The Energy Efficiency (Private Rented Property)(England and Wales) Regulations 2015 (as amended) set a minimum standard for energy efficiency for both domestic and non-domestic private rented property. This minimum energy efficiency standard for domestic private rented property referred to as MEES is a minimum standard of Energy Performance Certificate (EPC) band E.
An EPC gives a property an energy efficiency rating from A (most efficient) to G (least efficient) and is valid for 10 years. The report attached to the EPC contains information about a property’s energy use, its typical energy costs, and recommends energy efficiency improvements to reduce energy use in order to cut costs.
Since the 1st April 2020 under the Regulations a privately rented property with an EPC band of F or G is defined as ‘sub-standard and non-compliant’ and the landlord must no longer let the property unless it has a valid exemption registered on the Private Rented Sector (PRS) Exemptions Register. This applies to any privately rented property which is legally required to have an EPC and which is let on a relevant tenancy, for example an assured tenancy.
Landlords in breach of the MEES regulations can be issued a financial penalty up to a maximum of £5,000 per property as per the Tonbridge & Malling Borough Council MEES Financial Penalty Charging policy. The Council can also issue a publication penalty on the publically available section of the PRS Exemptions Register.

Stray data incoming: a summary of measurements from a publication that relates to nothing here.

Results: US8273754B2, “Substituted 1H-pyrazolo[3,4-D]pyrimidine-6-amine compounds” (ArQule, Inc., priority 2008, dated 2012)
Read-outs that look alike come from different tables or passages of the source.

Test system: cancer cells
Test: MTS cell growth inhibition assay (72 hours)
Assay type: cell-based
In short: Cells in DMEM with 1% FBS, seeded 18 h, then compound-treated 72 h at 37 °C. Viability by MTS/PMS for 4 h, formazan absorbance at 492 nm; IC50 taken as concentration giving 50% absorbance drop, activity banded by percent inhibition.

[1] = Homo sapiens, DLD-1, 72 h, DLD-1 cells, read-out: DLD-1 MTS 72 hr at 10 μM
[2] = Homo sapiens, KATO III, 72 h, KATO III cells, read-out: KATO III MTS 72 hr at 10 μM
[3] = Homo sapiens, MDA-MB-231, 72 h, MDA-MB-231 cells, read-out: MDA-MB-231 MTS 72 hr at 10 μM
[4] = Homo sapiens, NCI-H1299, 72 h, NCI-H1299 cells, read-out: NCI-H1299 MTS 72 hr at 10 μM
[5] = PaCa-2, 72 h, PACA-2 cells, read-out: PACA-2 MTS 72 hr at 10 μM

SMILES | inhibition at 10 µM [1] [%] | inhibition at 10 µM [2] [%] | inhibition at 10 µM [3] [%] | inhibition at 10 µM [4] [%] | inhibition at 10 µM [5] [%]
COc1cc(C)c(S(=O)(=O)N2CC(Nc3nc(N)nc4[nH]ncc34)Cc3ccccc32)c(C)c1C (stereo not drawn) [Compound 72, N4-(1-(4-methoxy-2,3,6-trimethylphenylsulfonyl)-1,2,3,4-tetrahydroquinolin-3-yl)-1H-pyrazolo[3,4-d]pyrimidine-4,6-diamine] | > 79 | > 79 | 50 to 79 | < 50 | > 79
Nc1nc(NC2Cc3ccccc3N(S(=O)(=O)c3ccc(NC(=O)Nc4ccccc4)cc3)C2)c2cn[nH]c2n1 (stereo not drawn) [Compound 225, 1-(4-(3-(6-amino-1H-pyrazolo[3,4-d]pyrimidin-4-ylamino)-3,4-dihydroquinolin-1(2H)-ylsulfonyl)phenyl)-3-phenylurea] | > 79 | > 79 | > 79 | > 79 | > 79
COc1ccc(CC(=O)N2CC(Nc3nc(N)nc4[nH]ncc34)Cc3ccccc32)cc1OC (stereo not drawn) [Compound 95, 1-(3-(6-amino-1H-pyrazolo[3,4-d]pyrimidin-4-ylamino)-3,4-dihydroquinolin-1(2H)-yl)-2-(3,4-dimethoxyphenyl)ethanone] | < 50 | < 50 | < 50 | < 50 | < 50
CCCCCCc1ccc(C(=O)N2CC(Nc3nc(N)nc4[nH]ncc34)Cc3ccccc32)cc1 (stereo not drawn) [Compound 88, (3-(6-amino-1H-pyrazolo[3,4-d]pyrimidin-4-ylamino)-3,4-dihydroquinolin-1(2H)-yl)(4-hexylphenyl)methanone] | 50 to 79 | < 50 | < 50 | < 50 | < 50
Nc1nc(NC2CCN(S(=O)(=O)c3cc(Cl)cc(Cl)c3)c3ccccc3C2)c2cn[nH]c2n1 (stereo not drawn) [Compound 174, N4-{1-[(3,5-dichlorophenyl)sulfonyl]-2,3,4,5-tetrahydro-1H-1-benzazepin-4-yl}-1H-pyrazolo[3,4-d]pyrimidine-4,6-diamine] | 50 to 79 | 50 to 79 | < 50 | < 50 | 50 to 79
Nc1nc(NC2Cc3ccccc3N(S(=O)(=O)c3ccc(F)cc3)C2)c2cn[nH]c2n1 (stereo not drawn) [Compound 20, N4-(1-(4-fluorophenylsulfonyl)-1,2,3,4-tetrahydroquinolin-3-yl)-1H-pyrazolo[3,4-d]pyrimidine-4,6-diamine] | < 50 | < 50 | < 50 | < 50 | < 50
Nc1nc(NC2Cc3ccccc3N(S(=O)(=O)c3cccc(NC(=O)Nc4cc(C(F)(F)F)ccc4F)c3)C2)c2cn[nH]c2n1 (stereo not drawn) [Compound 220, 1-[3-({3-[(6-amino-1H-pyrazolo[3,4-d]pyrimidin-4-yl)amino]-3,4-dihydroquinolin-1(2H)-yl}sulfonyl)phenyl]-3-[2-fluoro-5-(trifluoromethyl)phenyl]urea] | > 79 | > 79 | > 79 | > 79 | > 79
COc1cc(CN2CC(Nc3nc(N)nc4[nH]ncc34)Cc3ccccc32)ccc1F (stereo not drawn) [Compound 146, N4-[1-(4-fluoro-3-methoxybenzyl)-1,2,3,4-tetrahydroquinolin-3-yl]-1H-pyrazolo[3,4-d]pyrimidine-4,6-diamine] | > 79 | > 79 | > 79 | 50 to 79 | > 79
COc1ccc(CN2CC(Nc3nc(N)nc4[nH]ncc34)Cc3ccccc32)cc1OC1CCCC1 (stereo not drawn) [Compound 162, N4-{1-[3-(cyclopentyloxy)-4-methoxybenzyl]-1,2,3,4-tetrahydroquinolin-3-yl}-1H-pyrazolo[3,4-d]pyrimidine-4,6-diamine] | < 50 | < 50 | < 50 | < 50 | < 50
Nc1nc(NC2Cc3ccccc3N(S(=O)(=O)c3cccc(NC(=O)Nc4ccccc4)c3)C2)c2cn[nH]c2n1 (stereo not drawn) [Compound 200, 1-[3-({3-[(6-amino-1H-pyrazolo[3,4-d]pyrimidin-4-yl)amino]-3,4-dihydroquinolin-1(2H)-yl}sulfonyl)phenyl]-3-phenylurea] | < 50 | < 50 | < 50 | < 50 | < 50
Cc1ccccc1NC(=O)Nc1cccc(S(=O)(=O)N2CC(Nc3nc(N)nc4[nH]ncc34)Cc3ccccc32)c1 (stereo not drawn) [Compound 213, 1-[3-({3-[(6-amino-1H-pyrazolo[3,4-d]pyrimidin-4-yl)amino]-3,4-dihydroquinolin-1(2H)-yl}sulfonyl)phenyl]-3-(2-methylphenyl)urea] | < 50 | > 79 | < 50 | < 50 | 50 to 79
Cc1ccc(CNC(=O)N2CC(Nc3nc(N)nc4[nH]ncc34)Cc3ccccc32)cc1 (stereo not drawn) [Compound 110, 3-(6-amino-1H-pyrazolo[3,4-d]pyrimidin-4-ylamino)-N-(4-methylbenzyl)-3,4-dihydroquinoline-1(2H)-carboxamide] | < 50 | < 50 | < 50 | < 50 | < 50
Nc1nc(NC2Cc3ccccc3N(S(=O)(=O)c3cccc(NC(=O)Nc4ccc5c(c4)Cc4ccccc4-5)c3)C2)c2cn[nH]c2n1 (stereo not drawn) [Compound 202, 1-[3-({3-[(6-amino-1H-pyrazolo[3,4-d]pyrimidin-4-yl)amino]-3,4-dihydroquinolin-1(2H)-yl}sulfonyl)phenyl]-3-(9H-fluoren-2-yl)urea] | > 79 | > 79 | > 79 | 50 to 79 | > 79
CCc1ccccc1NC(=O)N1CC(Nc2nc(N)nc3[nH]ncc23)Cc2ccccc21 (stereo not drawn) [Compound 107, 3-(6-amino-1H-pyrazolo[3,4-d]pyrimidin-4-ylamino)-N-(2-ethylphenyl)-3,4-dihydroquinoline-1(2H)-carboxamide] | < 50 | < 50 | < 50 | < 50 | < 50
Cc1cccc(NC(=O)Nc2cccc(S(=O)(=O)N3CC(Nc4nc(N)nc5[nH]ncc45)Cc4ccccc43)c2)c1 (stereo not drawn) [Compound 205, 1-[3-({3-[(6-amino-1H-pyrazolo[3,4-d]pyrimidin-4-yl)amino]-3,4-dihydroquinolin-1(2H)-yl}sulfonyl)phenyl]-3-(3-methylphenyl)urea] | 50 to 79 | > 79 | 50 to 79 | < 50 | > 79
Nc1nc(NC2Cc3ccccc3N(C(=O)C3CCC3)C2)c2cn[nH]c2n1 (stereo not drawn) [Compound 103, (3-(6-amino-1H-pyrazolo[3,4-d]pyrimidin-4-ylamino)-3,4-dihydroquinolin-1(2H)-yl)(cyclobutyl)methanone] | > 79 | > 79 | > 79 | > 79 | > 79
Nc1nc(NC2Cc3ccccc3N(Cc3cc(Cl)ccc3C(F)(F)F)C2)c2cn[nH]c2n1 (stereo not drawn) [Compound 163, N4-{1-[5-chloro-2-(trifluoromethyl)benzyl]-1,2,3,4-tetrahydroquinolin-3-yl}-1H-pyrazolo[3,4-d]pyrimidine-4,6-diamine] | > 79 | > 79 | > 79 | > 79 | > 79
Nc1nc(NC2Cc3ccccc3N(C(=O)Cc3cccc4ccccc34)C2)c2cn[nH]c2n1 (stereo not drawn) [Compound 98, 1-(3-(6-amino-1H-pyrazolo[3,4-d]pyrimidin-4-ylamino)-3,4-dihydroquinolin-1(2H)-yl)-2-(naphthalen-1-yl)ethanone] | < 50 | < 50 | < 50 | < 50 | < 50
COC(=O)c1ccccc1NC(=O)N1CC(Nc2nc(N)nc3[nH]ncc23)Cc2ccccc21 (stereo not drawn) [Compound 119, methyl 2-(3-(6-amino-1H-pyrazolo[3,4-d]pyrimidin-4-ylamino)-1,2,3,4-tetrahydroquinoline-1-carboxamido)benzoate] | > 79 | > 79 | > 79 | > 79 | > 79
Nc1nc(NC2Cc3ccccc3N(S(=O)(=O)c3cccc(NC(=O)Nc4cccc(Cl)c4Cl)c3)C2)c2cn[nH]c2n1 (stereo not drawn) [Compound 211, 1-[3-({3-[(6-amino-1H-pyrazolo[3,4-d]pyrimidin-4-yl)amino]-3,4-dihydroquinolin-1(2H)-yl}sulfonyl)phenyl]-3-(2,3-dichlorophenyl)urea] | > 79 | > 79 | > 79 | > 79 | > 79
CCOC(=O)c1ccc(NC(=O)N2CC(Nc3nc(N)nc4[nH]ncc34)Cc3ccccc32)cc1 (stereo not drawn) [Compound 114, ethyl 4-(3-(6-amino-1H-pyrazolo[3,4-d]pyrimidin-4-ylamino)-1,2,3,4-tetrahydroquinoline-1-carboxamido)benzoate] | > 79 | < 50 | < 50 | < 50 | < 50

What should the landlord do next
Landlords who cannot improve their property up to an EPC rating of at least an E for £3,500 or less, should make all the improvements as indicated on the EPC that can be made up to that amount, then register an ‘all improvements made’ exemption on the PRS Exemptions Register.
For Government Guidance on registering an exemption, see MEES Exemptions.
Please note even with a valid MEES exemption a landlord will still need to ensure the property meets the minimum standard for housing under Part 1 of the Housing Act 2004. A property with an EPC rating of F or G is unlikely to meet this minimum standard and on assessment under the Housing, Health and Safety Rating System (HHSRS) likely to have a category 1 excess cold hazard. A landlord will therefore need to take action to improve the energy efficiency of the property to remove the category 1 hazard.
What should the tenant do next
Tenants should check the EPC for their rented property and if the property does not meet the minimum energy efficiency standard of EPC rating E or above they should discuss this with their landlord and seek the improvements required. If no improvements are made please contact the Private Sector Housing team for advice and assistance at email@example.com or telephone on 01732 876067.
Funding for energy efficiency improvements
Funding may be available to help cover or provide a contribution to the improvement works required to comply with the MEES regulations. For impartial advice on saving energy in the home and available Government funding visit Simple Energy Advice or for information on funding the Council may be able to provide see Warm Homes Assistance.